IIFYM stands for: ‘If It Fits Your Macros’ and it can either be high in carbohydrate or very low in carbs.
But just what is this type of diet?
And is it good for us, or bad?
Let’s take a look.
What is the IIFYM Diet?
As previously mentioned, the meaning of IIFYM is ‘If It Fits Your Macros’ and it’s a diet that’s particularly popular in bodybuilding and weight loss circles.
It’s a diet plan that allows extreme flexibility with the food you eat, as long as you stick to your daily macronutrient target.
The diet takes the position that calories and grams of macronutrients are more important than food quality.
As a result, there is great emphasis on counting the number of carbs, fat, and protein (as well as total calories).
Also, there are all sorts of online dietary tools for the diet such as IIFYM calculators and meal plan generators.
How Does it Work?
After calculating how many daily calories, carbs, fat, and protein someone wants to consume, they can eat anything they want as long as they don’t go over these limits.
For example, let’s imagine someone is aiming for a macronutrient ratio of 50/25/25 CFP (carbohydrate, fat, protein) and a maximum of 1800 calories.
In contrast to most conventional diets, there would be no rules on the type of food these nutrients should come from.
Although the creators of the IIFYM plan do encourage healthier choices, there is no limit on the kind of food you can eat.
So pizzas, cakes, and sugary drinks are okay as long as the dieter doesn’t exceed the desired limit of each macronutrient.
Likewise, for a diet higher in fat — say 10/65/25 CFP — foods such as donuts, and cheeseburgers are perfectly fine, as long as it meets the 10/65/25 ratio.
Food Quality Matters
As a quick example, diets such as LCHF, paleo, and other “real food” diets emphasize the quality of dietary fats.
However, in the IIFYM diet, the source of fat is less important than whether or not it fits into the desired calorie and macro range.
Many claim that this flexible dieting method allows people to meet their goals in an easy way, without being too restrictive.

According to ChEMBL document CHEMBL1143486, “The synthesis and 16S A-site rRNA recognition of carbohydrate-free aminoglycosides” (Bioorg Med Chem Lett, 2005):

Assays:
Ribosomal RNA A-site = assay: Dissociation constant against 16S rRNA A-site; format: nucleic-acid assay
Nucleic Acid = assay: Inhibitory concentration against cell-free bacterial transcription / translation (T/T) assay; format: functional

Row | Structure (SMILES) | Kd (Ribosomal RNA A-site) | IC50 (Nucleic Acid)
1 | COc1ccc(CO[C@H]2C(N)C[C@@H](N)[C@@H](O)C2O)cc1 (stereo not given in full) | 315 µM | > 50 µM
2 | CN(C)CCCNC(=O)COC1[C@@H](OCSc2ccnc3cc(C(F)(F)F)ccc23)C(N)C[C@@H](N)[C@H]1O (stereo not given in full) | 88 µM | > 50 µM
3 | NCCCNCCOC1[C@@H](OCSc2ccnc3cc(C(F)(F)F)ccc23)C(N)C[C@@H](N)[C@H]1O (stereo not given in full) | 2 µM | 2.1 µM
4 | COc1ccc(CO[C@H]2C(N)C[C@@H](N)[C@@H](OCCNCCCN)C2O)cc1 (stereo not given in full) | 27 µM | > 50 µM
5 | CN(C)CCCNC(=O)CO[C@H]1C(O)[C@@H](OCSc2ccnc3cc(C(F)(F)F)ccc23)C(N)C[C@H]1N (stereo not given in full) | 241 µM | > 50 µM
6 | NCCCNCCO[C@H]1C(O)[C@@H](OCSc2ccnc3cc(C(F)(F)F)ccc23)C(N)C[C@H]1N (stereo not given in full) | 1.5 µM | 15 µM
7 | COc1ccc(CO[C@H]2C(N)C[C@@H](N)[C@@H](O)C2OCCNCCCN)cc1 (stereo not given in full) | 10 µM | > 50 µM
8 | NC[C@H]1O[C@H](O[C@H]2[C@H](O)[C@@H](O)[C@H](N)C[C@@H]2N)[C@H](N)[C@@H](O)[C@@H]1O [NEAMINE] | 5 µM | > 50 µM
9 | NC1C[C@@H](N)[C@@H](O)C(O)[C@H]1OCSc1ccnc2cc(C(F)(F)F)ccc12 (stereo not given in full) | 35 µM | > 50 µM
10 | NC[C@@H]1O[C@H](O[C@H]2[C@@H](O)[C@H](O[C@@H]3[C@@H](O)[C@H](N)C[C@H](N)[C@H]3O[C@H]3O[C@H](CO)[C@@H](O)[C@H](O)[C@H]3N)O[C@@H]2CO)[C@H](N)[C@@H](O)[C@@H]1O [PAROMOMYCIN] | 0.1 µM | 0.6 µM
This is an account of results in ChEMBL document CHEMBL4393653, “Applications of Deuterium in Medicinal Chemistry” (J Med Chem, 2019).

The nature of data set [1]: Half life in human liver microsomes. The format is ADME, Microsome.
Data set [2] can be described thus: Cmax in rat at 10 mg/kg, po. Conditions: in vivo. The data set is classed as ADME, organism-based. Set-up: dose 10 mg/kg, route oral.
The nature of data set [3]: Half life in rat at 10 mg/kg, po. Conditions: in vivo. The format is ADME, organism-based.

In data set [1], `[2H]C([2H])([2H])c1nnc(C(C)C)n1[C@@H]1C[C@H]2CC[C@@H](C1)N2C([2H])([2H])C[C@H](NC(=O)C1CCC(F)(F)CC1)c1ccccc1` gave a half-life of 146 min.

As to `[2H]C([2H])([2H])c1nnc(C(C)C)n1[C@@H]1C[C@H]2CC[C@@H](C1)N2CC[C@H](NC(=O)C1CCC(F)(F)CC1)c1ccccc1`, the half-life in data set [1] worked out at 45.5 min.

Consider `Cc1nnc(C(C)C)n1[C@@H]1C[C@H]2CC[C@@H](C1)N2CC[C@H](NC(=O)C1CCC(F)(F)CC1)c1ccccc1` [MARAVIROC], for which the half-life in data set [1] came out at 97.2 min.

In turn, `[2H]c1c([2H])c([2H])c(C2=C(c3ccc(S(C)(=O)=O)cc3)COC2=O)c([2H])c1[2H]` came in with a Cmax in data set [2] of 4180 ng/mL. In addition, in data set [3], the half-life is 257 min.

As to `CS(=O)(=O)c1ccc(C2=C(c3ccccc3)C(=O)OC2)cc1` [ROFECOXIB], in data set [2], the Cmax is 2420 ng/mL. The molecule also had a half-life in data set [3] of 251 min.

For some people, this sounds great. But for me, this is problematic and gives the wrong message to people.
The idea of “eat whatever you want” on an energy-restricted diet might be okay in terms of managing body weight, but it’s far from healthy.
The Problem With Counting Calories and Macronutrients
Calories are just a form of energy, and macronutrients can either be nutrient-dense or completely devoid of nutrients.
In short, it’s the quality of the food that matters most.
That said, an IIFYM diet can be healthy if there is an emphasis on nutrient-dense foods.
Therefore, the next few sections will look at the difference between a bad IIFYM diet and a healthier version.
Everything That’s Wrong With Flexible Dieting
First of all, the idea that counting calories and macronutrients being the most important dietary consideration is totally wrong.
In fact, this is an entirely outdated view of nutrition that belongs in the dark ages. The importance of calories—and carbs/fats—is meaningless compared to their quality.
For a simple example:
Extra-virgin Olive Oil vs. Trans-fat.
Another good example would be grass-fed steak vs. a tin of spam.
This difference clearly shows why we should care about the quality of the foods we eat, not just how many grams of fat or calories there are.
Paying no attention to nutrient-density is also potentially dangerous in the long-term.
For instance, if someone sticks to IIFYM for many years with no focus on diet quality, then they are increasing the risk of metabolic syndrome and other chronic diseases.